By Poornima Gupta
British carmaker Bentley, owned by Volkswagen, is seeing some signs of revival in the super luxury vehicle segment and expects sales of premium cars to improve next year, one of its top executives said on Friday.
"We can see some movement. There is some activity going on," said Christophe Georges, chief operating officer of the Americas division. "We expect the last part of this year to be a little better."
He added, "2010 should be the start of a new business cycle."
Georges, who spoke on the sidelines of a media event, was in San Francisco to unveil the iconic British manufacturer's new flagship model Mulsanne. The new sedan will replace the Arnage, which starts at about $225,000.
The Mulsanne, aimed at the super-wealthy, will go on sale in Europe next summer and will make its debut in the U.S. market in third quarter of 2010. It will also be displayed at the Frankfurt Motor Show next week.
Georges declined to reveal the price of the Mulsanne. The least expensive Bentley, the Continental Flying Spur model, starts at $191,500.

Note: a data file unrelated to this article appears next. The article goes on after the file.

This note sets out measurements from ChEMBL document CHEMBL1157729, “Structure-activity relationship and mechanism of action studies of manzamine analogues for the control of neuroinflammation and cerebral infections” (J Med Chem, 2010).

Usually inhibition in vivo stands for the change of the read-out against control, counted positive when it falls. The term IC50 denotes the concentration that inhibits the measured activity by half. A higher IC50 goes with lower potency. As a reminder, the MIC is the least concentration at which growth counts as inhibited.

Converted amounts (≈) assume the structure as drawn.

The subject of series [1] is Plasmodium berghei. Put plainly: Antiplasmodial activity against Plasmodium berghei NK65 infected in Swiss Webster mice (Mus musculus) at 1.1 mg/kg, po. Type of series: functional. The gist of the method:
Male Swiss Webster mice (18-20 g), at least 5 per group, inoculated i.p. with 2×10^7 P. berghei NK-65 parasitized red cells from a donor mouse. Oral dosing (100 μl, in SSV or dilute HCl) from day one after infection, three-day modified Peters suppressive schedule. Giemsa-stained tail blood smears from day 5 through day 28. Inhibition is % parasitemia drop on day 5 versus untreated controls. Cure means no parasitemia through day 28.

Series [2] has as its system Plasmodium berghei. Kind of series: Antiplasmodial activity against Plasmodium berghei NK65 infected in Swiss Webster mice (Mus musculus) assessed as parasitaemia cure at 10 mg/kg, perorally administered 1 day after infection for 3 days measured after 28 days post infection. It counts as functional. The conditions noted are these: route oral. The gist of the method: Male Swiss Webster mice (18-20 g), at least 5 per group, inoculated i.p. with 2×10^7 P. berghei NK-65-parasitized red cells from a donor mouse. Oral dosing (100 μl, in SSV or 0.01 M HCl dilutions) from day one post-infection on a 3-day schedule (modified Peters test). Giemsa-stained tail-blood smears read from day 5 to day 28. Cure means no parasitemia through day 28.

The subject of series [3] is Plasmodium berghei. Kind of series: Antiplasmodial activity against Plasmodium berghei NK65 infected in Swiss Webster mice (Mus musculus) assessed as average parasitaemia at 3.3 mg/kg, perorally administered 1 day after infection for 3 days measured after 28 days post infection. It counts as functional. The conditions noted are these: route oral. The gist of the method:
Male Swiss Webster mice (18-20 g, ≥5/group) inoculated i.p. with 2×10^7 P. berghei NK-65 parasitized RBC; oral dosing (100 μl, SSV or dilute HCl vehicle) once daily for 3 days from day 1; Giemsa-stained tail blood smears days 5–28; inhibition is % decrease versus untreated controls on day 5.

Based in Crewe, England, Bentley is also getting ready to launch a sports car. The Continental Supersports can run on ethanol and accelerate from zero to 60 mph in 3.7 seconds.
Super-luxury carmakers, typically immune to the boom-and-bust cycles that affect their mass-market counterparts, were hurt in the past year by the fallout from the credit crisis and the economic slowdown.
The wealthy shunned luxury cars during the recession as they saw their net worth decline following the collapse in financial markets and real-estate values.
Bentley's U.S. sales are down 57 percent to 863 units through August this year.
"Luxury has a reputation for being immune to recessions," Georges said. "The (current) crisis has severely affected the overall luxury market."
Bentley has seen customers put off purchases for hand-made vehicles that take an average of nine weeks to build.
"Customers are there but they have postponed their purchases because of lack of confidence", Georges said.
So far this year, U.S. sales of "super luxury" cars -- models from Bentley, Lamborghini, Rolls-Royce and Maybach -- are down 52 percent, according to industry tracking service AutoData.
The segment has underperformed the overall U.S. car market, which was down 28 percent.
The overall luxury segment, which includes Lexus, BMW and others, was down 32 percent through August this year.